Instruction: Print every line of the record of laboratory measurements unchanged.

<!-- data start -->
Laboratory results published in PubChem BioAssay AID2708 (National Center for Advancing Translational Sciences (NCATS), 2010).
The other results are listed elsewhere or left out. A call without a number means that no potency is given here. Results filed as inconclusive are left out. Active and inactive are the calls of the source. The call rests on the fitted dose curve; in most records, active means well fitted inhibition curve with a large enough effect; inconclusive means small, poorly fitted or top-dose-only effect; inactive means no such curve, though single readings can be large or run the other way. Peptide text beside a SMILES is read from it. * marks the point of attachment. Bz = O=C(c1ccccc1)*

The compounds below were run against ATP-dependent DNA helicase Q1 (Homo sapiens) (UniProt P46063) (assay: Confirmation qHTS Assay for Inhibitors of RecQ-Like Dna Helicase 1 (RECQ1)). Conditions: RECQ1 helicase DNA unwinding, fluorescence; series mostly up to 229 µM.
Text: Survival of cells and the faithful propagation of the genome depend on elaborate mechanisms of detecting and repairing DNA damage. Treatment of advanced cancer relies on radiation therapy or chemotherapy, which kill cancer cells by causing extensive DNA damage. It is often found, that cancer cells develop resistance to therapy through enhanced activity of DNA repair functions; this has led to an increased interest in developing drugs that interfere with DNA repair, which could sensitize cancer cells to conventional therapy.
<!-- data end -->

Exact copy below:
Laboratory results published in PubChem BioAssay AID2708 (National Center for Advancing Translational Sciences (NCATS), 2010).
The other results are listed elsewhere or left out. A call without a number means that no potency is given here. Results filed as inconclusive are left out. Active and inactive are the calls of the source. The call rests on the fitted dose curve; in most records, active means well fitted inhibition curve with a large enough effect; inconclusive means small, poorly fitted or top-dose-only effect; inactive means no such curve, though single readings can be large or run the other way. Peptide text beside a SMILES is read from it. * marks the point of attachment. Bz = O=C(c1ccccc1)*

The compounds below were run against ATP-dependent DNA helicase Q1 (Homo sapiens) (UniProt P46063) (assay: Confirmation qHTS Assay for Inhibitors of RecQ-Like Dna Helicase 1 (RECQ1)). Conditions: RECQ1 helicase DNA unwinding, fluorescence; series mostly up to 229 µM.
Text: Survival of cells and the faithful propagation of the genome depend on elaborate mechanisms of detecting and repairing DNA damage. Treatment of advanced cancer relies on radiation therapy or chemotherapy, which kill cancer cells by causing extensive DNA damage. It is often found, that cancer cells develop resistance to therapy through enhanced activity of DNA repair functions; this has led to an increased interest in developing drugs that interfere with DNA repair, which could sensitize cancer cells to conventional therapy.